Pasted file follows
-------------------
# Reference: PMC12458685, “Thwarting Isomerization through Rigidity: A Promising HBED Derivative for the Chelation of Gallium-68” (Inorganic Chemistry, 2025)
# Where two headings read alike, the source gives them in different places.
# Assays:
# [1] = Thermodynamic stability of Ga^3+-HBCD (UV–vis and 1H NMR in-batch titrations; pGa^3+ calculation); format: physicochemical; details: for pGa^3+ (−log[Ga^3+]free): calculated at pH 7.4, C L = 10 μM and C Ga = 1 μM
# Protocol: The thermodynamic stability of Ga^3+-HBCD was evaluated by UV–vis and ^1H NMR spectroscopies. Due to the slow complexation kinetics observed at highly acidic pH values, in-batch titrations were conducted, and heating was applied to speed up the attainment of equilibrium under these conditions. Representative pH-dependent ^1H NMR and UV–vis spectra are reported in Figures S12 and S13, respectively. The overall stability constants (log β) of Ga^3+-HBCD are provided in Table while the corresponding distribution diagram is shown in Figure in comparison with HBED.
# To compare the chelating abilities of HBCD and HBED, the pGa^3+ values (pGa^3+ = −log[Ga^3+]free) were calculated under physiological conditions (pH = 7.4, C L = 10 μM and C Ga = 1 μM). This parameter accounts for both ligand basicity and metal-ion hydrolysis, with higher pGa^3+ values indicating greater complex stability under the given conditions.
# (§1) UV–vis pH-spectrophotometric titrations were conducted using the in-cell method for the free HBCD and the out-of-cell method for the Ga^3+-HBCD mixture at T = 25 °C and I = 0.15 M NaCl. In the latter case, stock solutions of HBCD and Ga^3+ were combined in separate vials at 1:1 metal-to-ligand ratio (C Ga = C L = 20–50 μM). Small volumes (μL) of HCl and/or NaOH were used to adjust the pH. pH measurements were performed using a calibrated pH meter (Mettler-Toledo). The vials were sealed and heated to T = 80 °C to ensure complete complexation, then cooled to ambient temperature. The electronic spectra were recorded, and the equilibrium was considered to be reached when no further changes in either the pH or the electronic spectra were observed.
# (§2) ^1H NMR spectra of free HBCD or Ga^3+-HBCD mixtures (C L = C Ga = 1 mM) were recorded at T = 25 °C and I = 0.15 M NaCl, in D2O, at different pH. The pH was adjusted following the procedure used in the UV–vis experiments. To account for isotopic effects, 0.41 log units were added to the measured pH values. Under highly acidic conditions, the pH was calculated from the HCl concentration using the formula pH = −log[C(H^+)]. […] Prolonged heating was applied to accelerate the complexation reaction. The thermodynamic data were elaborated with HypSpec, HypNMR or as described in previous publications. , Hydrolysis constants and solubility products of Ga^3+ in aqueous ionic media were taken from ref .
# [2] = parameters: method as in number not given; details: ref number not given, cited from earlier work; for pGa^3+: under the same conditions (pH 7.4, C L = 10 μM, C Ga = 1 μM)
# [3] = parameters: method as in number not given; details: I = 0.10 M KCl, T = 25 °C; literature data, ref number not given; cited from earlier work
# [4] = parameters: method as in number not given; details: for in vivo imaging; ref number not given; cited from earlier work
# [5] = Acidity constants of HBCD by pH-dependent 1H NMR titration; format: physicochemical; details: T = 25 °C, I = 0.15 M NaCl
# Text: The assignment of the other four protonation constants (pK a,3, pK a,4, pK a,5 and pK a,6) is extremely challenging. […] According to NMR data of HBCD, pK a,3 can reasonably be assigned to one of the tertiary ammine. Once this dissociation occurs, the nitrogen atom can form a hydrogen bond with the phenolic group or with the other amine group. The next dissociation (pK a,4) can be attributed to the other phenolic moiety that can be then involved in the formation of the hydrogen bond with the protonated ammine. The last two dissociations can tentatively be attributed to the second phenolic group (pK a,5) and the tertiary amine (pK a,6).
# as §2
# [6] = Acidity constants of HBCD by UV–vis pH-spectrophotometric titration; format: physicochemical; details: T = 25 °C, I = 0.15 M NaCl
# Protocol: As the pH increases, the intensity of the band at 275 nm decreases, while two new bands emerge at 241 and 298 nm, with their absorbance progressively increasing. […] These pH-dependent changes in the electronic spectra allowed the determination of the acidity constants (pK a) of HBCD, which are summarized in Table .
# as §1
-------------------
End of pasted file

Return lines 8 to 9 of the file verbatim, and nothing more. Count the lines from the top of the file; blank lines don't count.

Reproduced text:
# (§2) ^1H NMR spectra of free HBCD or Ga^3+-HBCD mixtures (C L = C Ga = 1 mM) were recorded at T = 25 °C and I = 0.15 M NaCl, in D2O, at different pH. The pH was adjusted following the procedure used in the UV–vis experiments. To account for isotopic effects, 0.41 log units were added to the measured pH values. Under highly acidic conditions, the pH was calculated from the HCl concentration using the formula pH = −log[C(H^+)]. […] Prolonged heating was applied to accelerate the complexation reaction. The thermodynamic data were elaborated with HypSpec, HypNMR or as described in previous publications. , Hydrolysis constants and solubility products of Ga^3+ in aqueous ionic media were taken from ref .
# [2] = parameters: method as in number not given; details: ref number not given, cited from earlier work; for pGa^3+: under the same conditions (pH 7.4, C L = 10 μM, C Ga = 1 μM)